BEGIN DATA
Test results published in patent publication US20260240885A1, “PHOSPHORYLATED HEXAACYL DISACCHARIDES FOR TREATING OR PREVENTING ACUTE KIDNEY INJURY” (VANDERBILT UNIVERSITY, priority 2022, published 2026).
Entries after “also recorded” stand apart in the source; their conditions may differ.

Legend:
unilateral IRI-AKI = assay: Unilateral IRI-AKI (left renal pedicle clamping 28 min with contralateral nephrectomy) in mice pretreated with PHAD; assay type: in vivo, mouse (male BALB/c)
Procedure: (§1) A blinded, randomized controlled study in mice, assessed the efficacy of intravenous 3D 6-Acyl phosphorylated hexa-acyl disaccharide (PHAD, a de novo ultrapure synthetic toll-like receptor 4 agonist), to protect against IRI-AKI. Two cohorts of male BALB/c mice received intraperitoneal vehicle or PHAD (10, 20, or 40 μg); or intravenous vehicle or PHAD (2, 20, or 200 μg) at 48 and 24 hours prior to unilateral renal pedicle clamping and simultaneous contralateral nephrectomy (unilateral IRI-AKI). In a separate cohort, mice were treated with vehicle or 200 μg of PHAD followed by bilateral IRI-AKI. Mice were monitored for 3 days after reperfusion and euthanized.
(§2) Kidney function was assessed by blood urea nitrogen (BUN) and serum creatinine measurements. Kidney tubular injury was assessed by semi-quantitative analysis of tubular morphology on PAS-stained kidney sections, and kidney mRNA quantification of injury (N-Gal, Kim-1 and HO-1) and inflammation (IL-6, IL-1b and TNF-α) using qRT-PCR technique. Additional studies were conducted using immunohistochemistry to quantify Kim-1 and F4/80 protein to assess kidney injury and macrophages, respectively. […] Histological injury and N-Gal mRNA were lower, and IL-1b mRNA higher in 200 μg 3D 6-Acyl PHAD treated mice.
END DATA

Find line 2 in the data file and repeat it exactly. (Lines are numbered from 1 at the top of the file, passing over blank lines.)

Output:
Entries after “also recorded” stand apart in the source; their conditions may differ.